When our pets are in pain, it is only natural to want to find a way to alleviate it. When they experience pain from an injury or arthritis, our first thought may be to give them something that helps us. For people, aspirin may provide some pain relief. However, this may not be the best option for your dog. H In recent years, safer options to aspirin have become available for pet use. Here we will discuss how aspirin can affect dogs, how to prevent over-exposure, and alternative options for lameness and arthritic pain.
If your pet has ingested aspirin, seek veterinary attention immediately! If you know the amount and time it was taken, make sure to share this with your veterinarian.
What Is Aspirin Toxicity?
Aspirin, also known as Acetylsalicylic Acid, is a non-steroidal anti-inflammatory drug. It inhibits an enzyme called cyclooxygenase, which is involved in the production of inflammatory chemicals called prostaglandins. Arachidonic acid, a fatty acid essential in the diets of cats and dogs, is necessary to develop cell membranes. When the inflammatory cascade is active, cells begin to convert their arachidonic acid into prostaglandins. Aspirin stops this process.
The problem? There is more than one form of cyclooxygenase. Some make both inflammatory and non-inflammatory prostaglandins. Some prostaglandins have important functions. Unfortunately, aspirin does not distinguish between different forms of cyclooxygenase and inhibits them all. So, when an unknowing owner gives their dog aspirin, it is potentially harmful, if it's not the proper dose. Veterinary assistance should be sought out immediately.
Clinical Signs of Aspirin Toxicity
The most common clinical signs of aspirin toxicity are vomiting (sometimes with blood) and loss of appetite. Stomach ulcers may develop when there is significant gastrointestinal irritation. As a result, owners may notice their dog's stool is black and tarry-like. As the condition progresses, increased heart rate, fever, muscular weakness, and ataxia may develop. In severe cases, acute kidney failure, liver failure, and bone marrow suppression may occur. If medical intervention is delayed or absent, toxic doses can cause your dog to become comatose. Death may eventually follow.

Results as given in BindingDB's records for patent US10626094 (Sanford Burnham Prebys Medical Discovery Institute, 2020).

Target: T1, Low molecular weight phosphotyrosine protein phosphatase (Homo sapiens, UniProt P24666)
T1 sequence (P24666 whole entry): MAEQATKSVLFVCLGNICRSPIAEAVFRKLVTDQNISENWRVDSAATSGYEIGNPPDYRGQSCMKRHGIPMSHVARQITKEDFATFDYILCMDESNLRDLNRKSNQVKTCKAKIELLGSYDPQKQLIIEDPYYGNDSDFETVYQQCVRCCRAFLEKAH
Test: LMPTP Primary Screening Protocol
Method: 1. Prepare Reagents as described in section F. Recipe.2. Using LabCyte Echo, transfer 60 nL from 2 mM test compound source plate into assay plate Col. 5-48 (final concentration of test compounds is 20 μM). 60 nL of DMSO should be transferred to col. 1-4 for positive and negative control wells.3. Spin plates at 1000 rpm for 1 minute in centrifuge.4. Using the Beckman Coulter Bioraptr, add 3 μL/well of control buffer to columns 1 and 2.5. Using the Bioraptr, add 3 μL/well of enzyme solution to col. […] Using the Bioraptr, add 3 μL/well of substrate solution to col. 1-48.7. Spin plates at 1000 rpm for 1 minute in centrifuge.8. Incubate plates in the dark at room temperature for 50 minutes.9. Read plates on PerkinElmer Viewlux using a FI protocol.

Toxic doses require aggressive treatment. This includes gastric decontamination (inducing vomiting, gastric lavage, activated charcoal) and gastrointestinal protectants. Symptomatic and supportive care, fluid and blood work monitoring are also recommended. Prognosis is based on the severity of clinical signs, and the timing of treatment. Administering activated charcoal early on can be crucial to survival.
If your dog has been given aspirin, contact your veterinarian immediately. Sometimes, you may be asked to contact animal poison control. If your veterinarian's office is closed, contact the ASPCA Animal Poison Control Center or the Pet Poison Helpline. These are the most widely used poison centers in the United States. There is a consulting fee. But they will provide initial instructions and advise whether you should go to an emergency hospital. These experienced agents are also available to speak with your primary care or emergency veterinarian.
How to Prevent Aspirin Toxicity
As with all medications, the best way to prevent an overdose of aspirin is to keep it out of your dog's reach. If your dog appears to be in pain, consult with your veterinarian before giving over-the-counter medications. They may suggest a treatment most likely approved by the FDA for dog use. Don't assume it's ok for you and your dog to take the same medication. What might be ok for you can be potentially deadly for them.
Do not give aspirin without specific instructions from your veterinarian.
Alternatives to Aspirin for Lameness and Arthritic Pain
Over the years, newer and safer options to aspirin, have been created for lameness and arthritis. There are also non-medication options that your veterinarian may recommend, like joint supplements and nutritional therapy. Acupuncture, laser therapy, and other rehabilitation modalities are commonly recommended although there is an overall lack of studies to prove any benefit. Your veterinarian will help decide which options are best.
- Brooks, DVM, DABVP, Wendy. "Aspirin - Veterinary Partner - VIN". Veterinarypartner.Vin.Com, 2016, https://veterinarypartner.vin.com/default.aspx?pid=19239&id=4951432.
- "Smith Jr., DVM, DiplACVIM, Francis W. K. and Tilley, DVM, DiplACVIM, Larry P. et al". Blackwell's Five-Minute Veterinary Consult: Canine and Feline 5th Edition. John Wiley and Sons, Inc. 2011. West Sussex, UK. Kindle file